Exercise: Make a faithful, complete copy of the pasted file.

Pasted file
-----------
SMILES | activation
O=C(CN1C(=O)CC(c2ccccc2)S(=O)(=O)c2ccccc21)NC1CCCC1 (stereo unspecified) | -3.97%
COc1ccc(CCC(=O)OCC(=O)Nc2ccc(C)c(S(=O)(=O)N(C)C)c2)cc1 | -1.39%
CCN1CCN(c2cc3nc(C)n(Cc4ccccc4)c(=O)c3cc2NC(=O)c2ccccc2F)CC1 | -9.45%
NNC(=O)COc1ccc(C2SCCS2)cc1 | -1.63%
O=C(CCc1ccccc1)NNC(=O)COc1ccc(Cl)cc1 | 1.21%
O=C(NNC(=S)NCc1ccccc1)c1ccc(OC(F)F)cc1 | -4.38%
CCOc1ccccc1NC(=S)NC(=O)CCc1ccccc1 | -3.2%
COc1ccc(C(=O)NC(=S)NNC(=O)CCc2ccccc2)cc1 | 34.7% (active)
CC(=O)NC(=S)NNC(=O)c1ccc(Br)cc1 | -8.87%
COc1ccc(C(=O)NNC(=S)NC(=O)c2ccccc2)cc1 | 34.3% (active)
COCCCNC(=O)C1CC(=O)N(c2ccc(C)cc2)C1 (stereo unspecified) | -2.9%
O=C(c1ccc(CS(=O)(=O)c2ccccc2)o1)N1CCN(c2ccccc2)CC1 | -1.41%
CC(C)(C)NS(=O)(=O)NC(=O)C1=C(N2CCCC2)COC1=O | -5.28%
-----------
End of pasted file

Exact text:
SMILES | activation
O=C(CN1C(=O)CC(c2ccccc2)S(=O)(=O)c2ccccc21)NC1CCCC1 (stereo unspecified) | -3.97%
COc1ccc(CCC(=O)OCC(=O)Nc2ccc(C)c(S(=O)(=O)N(C)C)c2)cc1 | -1.39%
CCN1CCN(c2cc3nc(C)n(Cc4ccccc4)c(=O)c3cc2NC(=O)c2ccccc2F)CC1 | -9.45%
NNC(=O)COc1ccc(C2SCCS2)cc1 | -1.63%
O=C(CCc1ccccc1)NNC(=O)COc1ccc(Cl)cc1 | 1.21%
O=C(NNC(=S)NCc1ccccc1)c1ccc(OC(F)F)cc1 | -4.38%
CCOc1ccccc1NC(=S)NC(=O)CCc1ccccc1 | -3.2%
COc1ccc(C(=O)NC(=S)NNC(=O)CCc2ccccc2)cc1 | 34.7% (active)
CC(=O)NC(=S)NNC(=O)c1ccc(Br)cc1 | -8.87%
COc1ccc(C(=O)NNC(=S)NC(=O)c2ccccc2)cc1 | 34.3% (active)
COCCCNC(=O)C1CC(=O)N(c2ccc(C)cc2)C1 (stereo unspecified) | -2.9%
O=C(c1ccc(CS(=O)(=O)c2ccccc2)o1)N1CCN(c2ccccc2)CC1 | -1.41%
CC(C)(C)NS(=O)(=O)NC(=O)C1=C(N2CCCC2)COC1=O | -5.28%